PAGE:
What our research has shown is that cities do not have to become wealthy in order to be able to provide good services. As you can see from the graph, even at fairly low level of income there are cities that have been able to provide very good services, so they do not have to wait until they are in the $5,000 and $6,000 per capita range.

The dynamic cities of the future, and even the dynamic cities currently, are the ones that have been most effective in setting up partnerships. And what our research shows is that there are many, many examples of such effective partnerships between local governments, between municipalities, and between others, NGOs, community groups, the provide sector, and such like.

You can see that we have got several examples, and this is just a small subset of them, and let me just single out one of them. The Orangi scheme in Karachi in Pakistan is a very striking example of a case where an NGO, in participation with a local municipality, has been able to provide sewerage services for 1 million households in the city, some of the poorest households in the city, and this is being repeated in many other parts of the world, and we have indicated that in the report.

Let me now turn to globalization, of which we look at three main strands. This is trade. We look at financial flows, and we look at the international environment.

Take trade. The GATT, WTO, has created a rule-based environment which has been tremendously important for the rapid growth of trade in developing countries. Again, as you can see from the chart, the red line shows how rapidly the ratio of trade to GDP has increased in developing countries. And it is extremely important that this momentum be maintained, but the momentum will only be maintained if this rule-based environment is extended to embrace a wider range of services, because service trade is growing much faster than trade in goods, and to embrace a variety of agricultural products that are of importance to developing countries.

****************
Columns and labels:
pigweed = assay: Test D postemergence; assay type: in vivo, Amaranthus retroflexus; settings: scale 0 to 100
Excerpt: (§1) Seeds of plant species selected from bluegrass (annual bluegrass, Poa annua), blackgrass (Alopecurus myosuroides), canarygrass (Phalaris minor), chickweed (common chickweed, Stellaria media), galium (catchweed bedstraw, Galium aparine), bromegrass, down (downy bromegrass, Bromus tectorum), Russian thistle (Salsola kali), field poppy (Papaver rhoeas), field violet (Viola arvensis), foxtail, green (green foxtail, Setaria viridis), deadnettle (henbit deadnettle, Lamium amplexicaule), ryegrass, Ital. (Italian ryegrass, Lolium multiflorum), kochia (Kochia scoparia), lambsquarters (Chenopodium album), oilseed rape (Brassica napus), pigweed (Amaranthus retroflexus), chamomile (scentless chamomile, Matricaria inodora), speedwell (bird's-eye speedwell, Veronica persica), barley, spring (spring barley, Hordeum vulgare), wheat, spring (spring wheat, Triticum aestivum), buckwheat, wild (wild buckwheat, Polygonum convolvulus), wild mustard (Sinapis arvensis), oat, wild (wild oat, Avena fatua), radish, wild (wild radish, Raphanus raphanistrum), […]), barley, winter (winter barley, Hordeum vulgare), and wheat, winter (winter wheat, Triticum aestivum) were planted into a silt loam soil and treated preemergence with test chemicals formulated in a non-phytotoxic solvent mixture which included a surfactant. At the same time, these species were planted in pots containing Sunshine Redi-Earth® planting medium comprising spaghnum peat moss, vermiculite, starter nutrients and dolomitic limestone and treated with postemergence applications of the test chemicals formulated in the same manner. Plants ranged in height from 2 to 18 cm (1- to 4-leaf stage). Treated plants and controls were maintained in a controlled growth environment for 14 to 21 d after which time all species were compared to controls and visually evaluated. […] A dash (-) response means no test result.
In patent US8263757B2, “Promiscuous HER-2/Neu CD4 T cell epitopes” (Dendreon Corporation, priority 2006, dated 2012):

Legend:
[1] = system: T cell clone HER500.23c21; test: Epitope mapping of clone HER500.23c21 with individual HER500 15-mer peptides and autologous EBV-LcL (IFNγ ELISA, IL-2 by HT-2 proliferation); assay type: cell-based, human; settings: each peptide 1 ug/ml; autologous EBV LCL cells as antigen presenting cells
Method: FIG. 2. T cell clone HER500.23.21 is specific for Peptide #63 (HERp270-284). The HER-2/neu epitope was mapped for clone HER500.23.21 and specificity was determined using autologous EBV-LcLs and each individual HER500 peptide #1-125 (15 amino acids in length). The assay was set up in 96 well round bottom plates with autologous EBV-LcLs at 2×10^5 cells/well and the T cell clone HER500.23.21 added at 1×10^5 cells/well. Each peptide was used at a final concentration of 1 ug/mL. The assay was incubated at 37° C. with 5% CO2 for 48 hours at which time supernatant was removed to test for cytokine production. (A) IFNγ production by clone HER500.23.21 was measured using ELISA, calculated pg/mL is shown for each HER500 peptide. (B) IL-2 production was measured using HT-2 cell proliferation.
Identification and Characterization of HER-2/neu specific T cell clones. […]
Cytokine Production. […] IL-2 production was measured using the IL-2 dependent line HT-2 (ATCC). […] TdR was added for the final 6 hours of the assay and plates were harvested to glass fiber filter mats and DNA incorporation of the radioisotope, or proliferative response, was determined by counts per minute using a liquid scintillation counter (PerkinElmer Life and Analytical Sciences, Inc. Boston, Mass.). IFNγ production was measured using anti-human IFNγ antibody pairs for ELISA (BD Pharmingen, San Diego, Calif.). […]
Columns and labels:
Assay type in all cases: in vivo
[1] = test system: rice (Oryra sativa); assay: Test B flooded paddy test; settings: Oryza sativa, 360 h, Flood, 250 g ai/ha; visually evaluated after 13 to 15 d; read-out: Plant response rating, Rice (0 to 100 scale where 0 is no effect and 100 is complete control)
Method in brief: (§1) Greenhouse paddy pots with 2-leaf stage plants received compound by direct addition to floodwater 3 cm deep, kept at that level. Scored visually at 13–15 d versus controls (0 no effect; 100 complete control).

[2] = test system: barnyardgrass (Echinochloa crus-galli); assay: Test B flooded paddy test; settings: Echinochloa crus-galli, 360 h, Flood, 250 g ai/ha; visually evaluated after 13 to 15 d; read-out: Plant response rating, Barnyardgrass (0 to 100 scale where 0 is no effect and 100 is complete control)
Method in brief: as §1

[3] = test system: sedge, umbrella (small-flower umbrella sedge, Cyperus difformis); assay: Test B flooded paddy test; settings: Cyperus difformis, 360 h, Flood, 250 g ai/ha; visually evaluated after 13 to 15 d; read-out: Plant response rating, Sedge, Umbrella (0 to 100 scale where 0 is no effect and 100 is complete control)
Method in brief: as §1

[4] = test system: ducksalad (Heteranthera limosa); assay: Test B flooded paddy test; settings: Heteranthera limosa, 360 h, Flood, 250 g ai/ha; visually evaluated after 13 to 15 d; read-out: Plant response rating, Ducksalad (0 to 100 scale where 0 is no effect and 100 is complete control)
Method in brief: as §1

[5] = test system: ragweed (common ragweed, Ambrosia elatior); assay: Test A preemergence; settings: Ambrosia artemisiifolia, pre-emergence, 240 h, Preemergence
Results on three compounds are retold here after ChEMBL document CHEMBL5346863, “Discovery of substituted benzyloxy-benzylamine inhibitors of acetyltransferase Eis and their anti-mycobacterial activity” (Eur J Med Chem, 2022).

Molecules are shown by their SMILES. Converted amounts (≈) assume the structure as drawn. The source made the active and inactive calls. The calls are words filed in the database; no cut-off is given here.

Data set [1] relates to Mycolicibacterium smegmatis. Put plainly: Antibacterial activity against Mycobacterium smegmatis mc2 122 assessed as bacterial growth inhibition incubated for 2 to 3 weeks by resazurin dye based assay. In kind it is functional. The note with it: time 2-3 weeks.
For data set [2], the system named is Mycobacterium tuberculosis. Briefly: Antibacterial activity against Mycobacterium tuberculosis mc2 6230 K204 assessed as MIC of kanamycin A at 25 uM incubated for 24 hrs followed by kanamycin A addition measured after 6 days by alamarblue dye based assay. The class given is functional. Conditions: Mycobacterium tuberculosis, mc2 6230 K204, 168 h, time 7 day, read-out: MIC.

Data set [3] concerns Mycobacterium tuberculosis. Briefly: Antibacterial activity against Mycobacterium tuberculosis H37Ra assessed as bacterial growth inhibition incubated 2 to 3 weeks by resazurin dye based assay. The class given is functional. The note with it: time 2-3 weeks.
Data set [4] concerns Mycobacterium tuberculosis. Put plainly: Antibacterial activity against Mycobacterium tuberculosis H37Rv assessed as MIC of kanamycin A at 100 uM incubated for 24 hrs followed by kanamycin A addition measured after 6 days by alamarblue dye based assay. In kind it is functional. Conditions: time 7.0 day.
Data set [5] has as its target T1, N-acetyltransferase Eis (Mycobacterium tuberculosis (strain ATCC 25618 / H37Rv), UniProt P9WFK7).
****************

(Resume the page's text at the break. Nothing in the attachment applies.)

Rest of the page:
And what we say in the report is that this kind of rule-based environment is going to be able to be expanded in the forthcoming Millennium Round if developing countries are able to represent themselves in these international fora and participate most effectively in these fora.

But, unfortunately, very few developing countries have the capacity and expertise to represent themselves effectively in, for instance, the roughly five committee meetings a day that are held at the WTO on an average day. So it becomes very important for them both to build up this expertise and to pool their resources, where that is possible, and also to draw on the technical assistance and research that has been done by international agencies and been disseminated through the integrated framework which we discuss in the report.

Let me turn now to capital flows, which is another extremely important facet of globalization. One interesting statistic about this is that if you look at international data transaction, fully 80 percent of these represent financial transactions, so this is of something which is of extreme importance in the globalization process.

But side-by-side with capital flows, we also see an increase in the number of banking crises. Banking crises have risen from, as you can see from the slide, from 43 in the 1980s to 66 in the 1990s, and these crises have become extremely expensive, in some cases costing countries as much as 40 percent of their Gross Domestic Product.

In the report we offer a number of lessons. Let me indicate a few of the most noteworthy ones. One of them is that it is important for countries to try and manage short-term capital flows, which tend to be much more volatile, and to try and increase the share of the longer-term flows, such as foreign direct investment, by working on a variety of incentives.

Secondly, we indicate that it is vitally important for regulations, banking regulations of various kinds, to be increased, and to take steps to minimize the likelihood of regulatory forbearance. In a case study on Hungary we try and spotlight this very much in the last chapter of the report. There is also advantages in improving corporate governance and increasing private incentives to try and minimize crises by, for instance, using subordinated debt.

And, third, we indicate that there is the advantages in much greater policy coordination within regions where countries are interlinked, and this has been brought out very clearly by the recent East Asian crisis.